Do you want to work as a nurse in Belgium? If so, then it is important to know several details before pursuing your plan, including knowing how much you could earn while working there. This is important because it will help you assess yourself and whether your lifestyle fits living and working in Belgium or not.
On the other hand, it can be quite difficult to ask someone working as a nurse in Belgium how much they are earning. Good thing is there are YouTube channels out there dedicated to helping us know these details. In this article, we’ll focus on the knowledge shared to us by an OFW Geriatric nurse in Belgium.
Disclaimer: The information posted here is based on the personal experiences shared by the OFW in the video below. Please let this post serve as a guide only. If you have specific questions, you may ask the OFW by commenting on their video on their accounts.
How Much Does an OFW Nurse in Belgium Earn?
The information presented in this article is a summary of what is discussed in the YouTube video by Dolrich Aguillon, through a channel of the same name. In this video, he talks about a typical salary of a nurse in Belgium, his expenses, the taxes, and some important words of wisdom in the end.
You can watch the full video here:
Dolrich has been staying and working in Belgium as a geriatric nurse for 6 years. Aside from his nursing profession, he is also a part time vlogger. He also travels a lot in other places in Belgium and around Europe and participate in events that happened there.
The reason why he created this video is because many friends and acquaintances have asked him about it. They also asked about the benefits of working in Belgium, as well as the negative aspects to doing so.
He understands that this information is useful for nurses in the Philippines who want to work abroad, trying to decide where best to do so. It is definitely a little awkward and inappropriate even to ask somebody in person about monthly earnings. This video will provide that important information, making it available with just a click.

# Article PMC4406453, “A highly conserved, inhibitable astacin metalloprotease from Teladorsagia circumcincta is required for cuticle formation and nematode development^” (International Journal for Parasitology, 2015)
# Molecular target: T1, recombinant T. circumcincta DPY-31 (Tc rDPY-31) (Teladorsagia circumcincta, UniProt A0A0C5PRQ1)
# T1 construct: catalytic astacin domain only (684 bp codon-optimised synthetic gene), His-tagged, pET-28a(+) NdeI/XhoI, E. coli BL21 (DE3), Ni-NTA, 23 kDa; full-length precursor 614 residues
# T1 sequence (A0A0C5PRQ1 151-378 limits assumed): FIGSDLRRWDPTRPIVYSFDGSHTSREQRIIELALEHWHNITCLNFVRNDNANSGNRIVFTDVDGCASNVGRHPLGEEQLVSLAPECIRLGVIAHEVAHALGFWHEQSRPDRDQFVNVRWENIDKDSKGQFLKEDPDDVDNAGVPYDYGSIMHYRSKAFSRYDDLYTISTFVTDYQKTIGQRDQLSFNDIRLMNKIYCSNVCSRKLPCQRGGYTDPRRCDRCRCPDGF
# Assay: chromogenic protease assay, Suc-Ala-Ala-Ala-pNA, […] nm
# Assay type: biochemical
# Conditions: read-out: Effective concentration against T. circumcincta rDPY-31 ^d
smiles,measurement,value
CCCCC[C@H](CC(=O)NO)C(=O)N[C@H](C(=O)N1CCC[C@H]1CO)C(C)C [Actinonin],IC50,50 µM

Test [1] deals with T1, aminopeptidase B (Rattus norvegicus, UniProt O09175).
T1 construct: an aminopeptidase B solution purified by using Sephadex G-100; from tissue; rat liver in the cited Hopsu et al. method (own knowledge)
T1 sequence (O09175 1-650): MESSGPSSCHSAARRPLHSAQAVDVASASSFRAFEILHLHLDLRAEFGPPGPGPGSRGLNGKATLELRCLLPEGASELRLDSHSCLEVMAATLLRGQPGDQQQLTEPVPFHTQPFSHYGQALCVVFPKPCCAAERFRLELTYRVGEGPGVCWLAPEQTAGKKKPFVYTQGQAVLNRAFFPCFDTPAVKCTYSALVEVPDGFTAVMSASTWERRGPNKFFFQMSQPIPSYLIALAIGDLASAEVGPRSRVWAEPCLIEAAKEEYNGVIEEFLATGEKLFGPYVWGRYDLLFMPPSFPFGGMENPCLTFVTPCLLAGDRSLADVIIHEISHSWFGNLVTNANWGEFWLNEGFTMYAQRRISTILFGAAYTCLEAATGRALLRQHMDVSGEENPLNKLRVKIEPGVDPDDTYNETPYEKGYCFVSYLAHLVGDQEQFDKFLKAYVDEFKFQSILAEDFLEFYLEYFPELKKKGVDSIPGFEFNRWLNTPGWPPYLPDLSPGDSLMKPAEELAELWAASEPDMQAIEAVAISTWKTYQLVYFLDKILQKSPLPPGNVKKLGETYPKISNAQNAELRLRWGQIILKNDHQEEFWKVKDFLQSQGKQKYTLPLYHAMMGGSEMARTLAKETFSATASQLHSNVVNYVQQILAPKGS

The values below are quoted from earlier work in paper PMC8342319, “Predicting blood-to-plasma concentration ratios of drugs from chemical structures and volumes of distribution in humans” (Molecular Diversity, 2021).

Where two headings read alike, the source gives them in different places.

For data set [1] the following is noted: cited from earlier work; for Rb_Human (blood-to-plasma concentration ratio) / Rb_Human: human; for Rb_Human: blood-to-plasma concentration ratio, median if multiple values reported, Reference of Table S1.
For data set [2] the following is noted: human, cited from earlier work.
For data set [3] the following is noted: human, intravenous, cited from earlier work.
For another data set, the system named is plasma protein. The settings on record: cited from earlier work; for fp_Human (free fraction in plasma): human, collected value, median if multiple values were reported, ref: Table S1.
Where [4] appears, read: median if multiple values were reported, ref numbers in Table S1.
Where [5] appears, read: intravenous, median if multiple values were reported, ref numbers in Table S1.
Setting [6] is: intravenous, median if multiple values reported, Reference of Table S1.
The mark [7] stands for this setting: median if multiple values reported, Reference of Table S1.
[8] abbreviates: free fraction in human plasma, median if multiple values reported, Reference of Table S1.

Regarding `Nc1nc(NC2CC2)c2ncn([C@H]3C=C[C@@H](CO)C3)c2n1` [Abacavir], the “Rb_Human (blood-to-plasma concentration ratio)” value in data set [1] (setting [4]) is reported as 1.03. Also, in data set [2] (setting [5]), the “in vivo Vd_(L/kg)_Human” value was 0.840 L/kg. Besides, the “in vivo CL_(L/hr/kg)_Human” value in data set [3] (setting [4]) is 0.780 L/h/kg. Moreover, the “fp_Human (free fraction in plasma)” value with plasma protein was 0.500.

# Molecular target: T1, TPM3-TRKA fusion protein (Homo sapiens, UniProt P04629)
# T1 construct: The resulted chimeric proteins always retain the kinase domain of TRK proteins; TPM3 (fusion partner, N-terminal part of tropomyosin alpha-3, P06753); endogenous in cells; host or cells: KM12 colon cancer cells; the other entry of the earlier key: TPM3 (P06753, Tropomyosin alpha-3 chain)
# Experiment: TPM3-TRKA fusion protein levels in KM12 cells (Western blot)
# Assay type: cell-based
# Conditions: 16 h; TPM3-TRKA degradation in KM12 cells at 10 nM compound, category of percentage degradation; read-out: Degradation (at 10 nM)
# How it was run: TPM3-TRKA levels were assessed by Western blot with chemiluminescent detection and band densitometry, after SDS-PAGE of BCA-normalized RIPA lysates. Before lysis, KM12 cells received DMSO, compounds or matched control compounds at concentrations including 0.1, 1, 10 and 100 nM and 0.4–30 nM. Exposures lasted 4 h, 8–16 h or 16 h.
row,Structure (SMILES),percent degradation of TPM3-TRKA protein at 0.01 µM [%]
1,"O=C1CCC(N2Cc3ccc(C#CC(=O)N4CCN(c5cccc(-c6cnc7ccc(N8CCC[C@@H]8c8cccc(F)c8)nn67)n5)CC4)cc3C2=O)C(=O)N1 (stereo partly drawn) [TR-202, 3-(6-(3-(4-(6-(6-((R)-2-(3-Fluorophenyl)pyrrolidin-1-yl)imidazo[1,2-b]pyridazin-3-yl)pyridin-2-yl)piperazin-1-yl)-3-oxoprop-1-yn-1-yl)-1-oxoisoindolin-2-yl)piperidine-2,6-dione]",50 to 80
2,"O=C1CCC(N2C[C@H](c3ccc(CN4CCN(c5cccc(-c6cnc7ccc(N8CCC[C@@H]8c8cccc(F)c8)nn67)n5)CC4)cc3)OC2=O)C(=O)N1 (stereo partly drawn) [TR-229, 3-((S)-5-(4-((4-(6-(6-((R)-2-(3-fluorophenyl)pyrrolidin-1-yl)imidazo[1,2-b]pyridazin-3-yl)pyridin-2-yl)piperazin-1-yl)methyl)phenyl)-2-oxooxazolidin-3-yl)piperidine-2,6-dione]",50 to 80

How can you earn working as a nurse in Belgium?
Annually, he earns not lower than 36,000 euro to 40,000 euro. That means, 2.1 to 2.3 million pesos per year. When it comes to a monthly basis, that is around 3,100 to 3,200 Euros, depending on how much time you spend working on holidays or sometimes during the weekends. In Philippine pesos, that is equivalent to a gross income of 179,000 to 185,000 pesos per month.
The first thing that comes to mind is, is this salary enough? Is this small or big? Well, compared to the Philippines, you can definitely earn much more in Belgium. In fact, Belgian nurses are one of the best paid nurses in the European Union.
In contrast though, you can definitely earn a lot more in the USA. The average salary of nurses working in the USA is 6000 USD per month. That is equivalent to 346,000 Philippine pesos per month.
That’s why it is the YouTuber’s goal to take NCLEX and work in the United States or even in Canada where the salary is higher. In fact, that was his goal, even when he was still an undergraduate student, to be able to experience working in the USA.
For now, his credentials are not yet enough or complete to be able to take the NCLEX. Still, it is definitely one of his long term goals in life.
So what are the deductions from the 3,100 Euros gross salary? Here is a breakdown as shared in the video:
A good thirteen (13) percent of your income goes to maintaining the Social Security in Belgium. This is true for every working individual in Belgium, and it is called Rijkdienst Voor Sociale Zekerheid (RSZ). This money goes to the government, specifically into a pool of money that is used to give to the people who can no longer work.
So who benefits from social security? Here’s a list:
- Budget for those who can’t work because they are sick.
- Budget for retirees.
- Budget for the handicapped people.
- Health benefits – If you get sick, for example, and you need to have an operation or you need to have a consultation with an expert, that’s where you can have money for payments for hospital or for other related expenses.